Google Tests High-Altitude Balloons for Rural Internet Coverage

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Google has outline plans that it says could lead maybe to a network of high altitude balloons delivering internet coverage to rural areas of the world.

The company admits that it's very early days, but says that it has already built a system that uses balloons, carried by the wind at altitudes twice as high as commercial planes, to beam Internet access to the ground at speeds similar to today's 3G networks or faster.

There have been projects that use tethered balloons to deliver mobile phone coverage in disaster areas before, and there has long been talk of some sort of balloon based internet coverage for rural areas.

However, as Google found out, trying to stay in one place like this requires a system with major cost and complexity. So the idea they've pursued is based on freeing the balloons and letting them sail freely on the winds.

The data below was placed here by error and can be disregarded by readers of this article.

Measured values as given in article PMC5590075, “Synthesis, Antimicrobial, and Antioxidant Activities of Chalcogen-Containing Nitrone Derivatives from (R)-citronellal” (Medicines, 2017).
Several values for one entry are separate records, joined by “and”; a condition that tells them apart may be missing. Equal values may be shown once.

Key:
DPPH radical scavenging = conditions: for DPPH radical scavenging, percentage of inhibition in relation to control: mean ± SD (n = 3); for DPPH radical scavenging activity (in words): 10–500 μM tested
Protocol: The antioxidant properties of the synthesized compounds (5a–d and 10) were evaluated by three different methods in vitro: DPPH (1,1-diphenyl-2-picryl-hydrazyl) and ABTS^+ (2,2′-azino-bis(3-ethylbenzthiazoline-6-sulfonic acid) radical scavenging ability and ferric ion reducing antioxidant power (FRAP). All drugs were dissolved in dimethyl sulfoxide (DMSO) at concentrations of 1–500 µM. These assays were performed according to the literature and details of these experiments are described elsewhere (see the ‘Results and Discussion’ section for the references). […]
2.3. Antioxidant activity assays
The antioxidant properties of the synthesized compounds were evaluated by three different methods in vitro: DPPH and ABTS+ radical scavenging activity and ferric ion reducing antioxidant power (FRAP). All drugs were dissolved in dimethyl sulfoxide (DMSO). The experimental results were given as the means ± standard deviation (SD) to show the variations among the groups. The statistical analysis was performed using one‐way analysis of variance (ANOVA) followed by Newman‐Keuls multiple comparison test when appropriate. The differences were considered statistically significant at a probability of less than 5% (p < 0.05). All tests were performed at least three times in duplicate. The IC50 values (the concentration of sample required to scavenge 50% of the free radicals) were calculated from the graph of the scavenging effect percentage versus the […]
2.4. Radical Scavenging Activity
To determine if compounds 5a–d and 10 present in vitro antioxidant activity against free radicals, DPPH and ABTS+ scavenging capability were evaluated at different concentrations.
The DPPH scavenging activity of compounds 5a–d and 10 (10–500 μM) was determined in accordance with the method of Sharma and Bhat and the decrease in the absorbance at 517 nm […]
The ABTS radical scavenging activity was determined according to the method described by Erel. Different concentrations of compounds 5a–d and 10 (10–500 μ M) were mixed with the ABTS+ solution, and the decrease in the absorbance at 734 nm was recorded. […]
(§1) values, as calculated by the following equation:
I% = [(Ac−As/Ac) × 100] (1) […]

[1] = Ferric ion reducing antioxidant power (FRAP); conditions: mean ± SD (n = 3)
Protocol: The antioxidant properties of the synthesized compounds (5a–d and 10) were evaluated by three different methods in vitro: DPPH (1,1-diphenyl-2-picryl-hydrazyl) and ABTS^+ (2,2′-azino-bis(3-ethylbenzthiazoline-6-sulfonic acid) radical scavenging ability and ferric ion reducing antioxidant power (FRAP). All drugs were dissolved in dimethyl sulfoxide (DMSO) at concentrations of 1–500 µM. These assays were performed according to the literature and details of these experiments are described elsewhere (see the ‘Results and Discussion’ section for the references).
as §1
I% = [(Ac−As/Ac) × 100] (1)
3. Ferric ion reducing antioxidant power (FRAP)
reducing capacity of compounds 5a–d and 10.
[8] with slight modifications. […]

The next stage is working out how to apply some degree of control to the free-floating balloons so that coverage is uniformly spread across the target areas, which they say they have now solved.

This week the company started a pilot program in the Canterbury area of New Zealand with 50 testers trying to make internet connections to the balloons. A total of 30 balloons are being released as part of the trial.

They imagine someday that people will be able to use their cell phone with their existing service provider to connect to the balloons and get connectivity where there is none today.

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